Exams and Tests
Your doctor will Reference take a history and do a physical exam if diverticulitis is suspected. Depending on your symptoms, you may have one or more tests to rule out other medical problems that could be causing your symptoms. The extent of testing will depend on how bad your symptoms are and how long they have lasted.
These tests may be done any time you see your doctor about abdominal pain or other symptoms.
- Reference Complete blood count (CBC) may show if you have an infection or if you have too few red blood cells in your blood, possibly because of bleeding in the colon.
- Reference Urinalysis may show you have a urinary tract infection.
- Reference Abdominal X-ray may provide clues about the cause of abdominal pain and other symptoms.
- The Reference digital rectal exam looks for tenderness or a mass in the lower pelvic area.
- The Reference fecal occult blood test looks for blood in your stool.
Tests done as needed
Depending on your symptoms, your doctor may want to do one or more of these tests.
- A Reference computed tomography (CT) scan may be done if symptoms suggest you have a pocket of infection (abscess) in your abdomen or that a pouch (diverticulum) has burst. The scan also can reveal other possible causes of your symptoms.
- A Reference barium enema X-ray may be used to show Reference diverticula Opens New Window or other possible causes of your symptoms. But a Reference barium enema Opens New Window Reference Opens New Window X-ray usually is not done while you are having an attack of diverticulitis because of the risk that the barium might spill into the peritoneum (the lining of the abdominal cavity) if you have a perforation. A material that performs a function similar to barium but that can dissolve in water (water-soluble contrast) may be used instead.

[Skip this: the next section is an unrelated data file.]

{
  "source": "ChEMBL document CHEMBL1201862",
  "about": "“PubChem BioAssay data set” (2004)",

- Reference Flexible sigmoidoscopy and Reference colonoscopy may be used if your main symptom is bleeding from the intestine. These tests also may be done to look for narrow spots or growths in the intestine and to rule out Reference ulcerative colitis Opens New Window or cancer. But sigmoidoscopy and colonoscopy are not usually done while you are having an attack of diverticulitis because of the risk that the scope could tear the lining of the colon (perforation). If this happens, the infection could spill into the peritoneum (the lining of the abdominal cavity). This would cause a more serious infection.
If you are having serious bleeding from the intestine, a condition called diverticular bleeding, your doctor may want to do:
- A Reference technetium-labeled red blood cell bleeding scan, to find the source of bleeding.
- Reference Angiogram (also called arteriogram), to locate the source of bleeding if you are having a large amount of bleeding in your intestine.
See the topic Reference Diverticular Bleeding for more information.
|By:||Reference Healthwise Staff||Last Revised: Reference October 25, 2012|
|Medical Review:||Reference Adam Husney, MD - Family Medicine
Reference Jerome B. Simon, MD, FRCPC, FACP - Gastroenterology